On the other hand, being a fluent English speaker can undermine your efforts to learn another language. Since English is generally the default language among speakers who don’t share a native language, it feels natural for even non-native speakers to use it when they talk to you. When you try to speak Spanish or French with someone who knows English, they may assume you just didn’t realize they could speak English. Or if you don’t speak the language fluently yet, they might try to help by switching to English because it’s easier for you.
And now, the good news about learning Spanish and French
Now that you understand the obstacles, you can start putting them behind you. You really can learn to speak a new language and even have fun doing it!
Here are some tips on charting your path to Spanish and French fluency:
1. Find a program that works for you
If your goal is to be able to actually use and understand Spanish or French, you’ll need authentic practice. Look for programs that provide opportunities to interact with other people in your target language. (Yes, even if you’re a beginner.)
Learning to communicate directly in Spanish rather than memorizing scripts or translating from English is the true path to fluency. Obviously, living abroad is a great way to achieve this, but there are easier and cheaper ways. Language immersion in VR is proven to be very effective for language learning, and not just because it gives you speaking practice. Research shows VR language learning also helps you remember new words that you learn during conversation and improves your grammar, listening, and pronunciation skills.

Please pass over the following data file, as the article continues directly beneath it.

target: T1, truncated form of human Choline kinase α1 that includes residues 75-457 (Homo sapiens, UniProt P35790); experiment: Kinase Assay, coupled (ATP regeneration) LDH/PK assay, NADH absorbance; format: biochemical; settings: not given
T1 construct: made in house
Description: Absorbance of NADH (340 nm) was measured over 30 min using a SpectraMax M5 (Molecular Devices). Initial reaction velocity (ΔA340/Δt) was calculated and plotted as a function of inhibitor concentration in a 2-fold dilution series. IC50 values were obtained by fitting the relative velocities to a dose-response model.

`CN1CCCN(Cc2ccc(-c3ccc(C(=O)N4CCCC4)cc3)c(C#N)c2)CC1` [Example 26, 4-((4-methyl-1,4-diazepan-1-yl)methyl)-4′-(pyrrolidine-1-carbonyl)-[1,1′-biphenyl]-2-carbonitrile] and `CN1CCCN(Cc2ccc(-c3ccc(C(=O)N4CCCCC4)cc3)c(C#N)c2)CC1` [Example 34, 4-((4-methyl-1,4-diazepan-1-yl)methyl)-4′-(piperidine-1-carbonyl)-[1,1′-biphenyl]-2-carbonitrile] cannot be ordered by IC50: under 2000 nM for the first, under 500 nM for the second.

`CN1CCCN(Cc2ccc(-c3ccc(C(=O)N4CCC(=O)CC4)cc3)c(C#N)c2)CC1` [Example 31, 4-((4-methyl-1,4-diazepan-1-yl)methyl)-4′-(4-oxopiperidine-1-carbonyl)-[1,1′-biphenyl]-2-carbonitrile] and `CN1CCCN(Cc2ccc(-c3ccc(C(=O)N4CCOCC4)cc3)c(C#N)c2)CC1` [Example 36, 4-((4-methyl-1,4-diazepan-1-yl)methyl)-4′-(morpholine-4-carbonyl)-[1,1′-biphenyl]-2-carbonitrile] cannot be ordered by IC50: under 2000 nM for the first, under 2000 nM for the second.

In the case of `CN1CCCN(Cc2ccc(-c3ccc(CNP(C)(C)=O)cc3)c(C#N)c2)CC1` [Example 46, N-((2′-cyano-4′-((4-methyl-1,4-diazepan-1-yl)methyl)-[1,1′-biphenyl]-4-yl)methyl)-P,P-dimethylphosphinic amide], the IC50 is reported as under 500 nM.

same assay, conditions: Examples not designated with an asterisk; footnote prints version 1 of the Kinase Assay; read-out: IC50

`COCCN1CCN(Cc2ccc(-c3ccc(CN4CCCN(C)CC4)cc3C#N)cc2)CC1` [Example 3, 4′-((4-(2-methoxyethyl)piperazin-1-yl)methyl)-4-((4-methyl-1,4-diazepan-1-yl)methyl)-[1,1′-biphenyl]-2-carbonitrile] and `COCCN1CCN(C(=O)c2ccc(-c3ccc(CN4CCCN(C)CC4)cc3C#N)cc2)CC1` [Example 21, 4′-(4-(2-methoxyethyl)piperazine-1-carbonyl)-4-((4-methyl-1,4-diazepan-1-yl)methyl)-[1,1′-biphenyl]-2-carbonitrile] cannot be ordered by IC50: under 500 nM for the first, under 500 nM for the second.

There are already several VR language learning apps available. We happen to think Immerse is the best Spanish and French language app because we’re the only one that gives you live practice with real people. Besides, our entire platform is based on the most recent research on language learning, and our Members constantly tell us how much they love Immerse. But most language learning apps offer a free trial, so give them all a try and see what works for you! (Here’s where you can try out Immerse for free.)
2. Pluck up your courage and speak up
Talking to real people will not only help you practice communicating, research shows it will help you remember any new words that come up in conversation. Let people know that you want to learn to speak Spanish or French, and find people to practice with. They don’t need to be native speakers - practicing with fellow Spanish and French learners can be as beneficial as practicing with native speakers.
If you’re someone who gets anxious at the mere thought of trying to have a conversation in Spanish or French, VR language learning is for you. Research shows that most people experience far less foreign language anxiety in VR than they do in real life. This is largely because being represented by an avatar reduces feelings of vulnerability and stage fright. Avatar representation has other benefits for language learning too, including better learning outcomes.
So if you’re really nervous about speaking French or Spanish, practice in virtual reality and see if it makes a difference for you.
3. Be patient with yourself
With the right language program, you can learn Spanish or French faster than you might expect. It will still take time though, and it will help a lot if you can get comfortable with making mistakes in the meantime.
Remember, most people worldwide use more than one language to communicate, and you can too. It’s something the human brain is well equipped to do. Silence that little voice that tells you learning a language is too hard, find a program, and get started!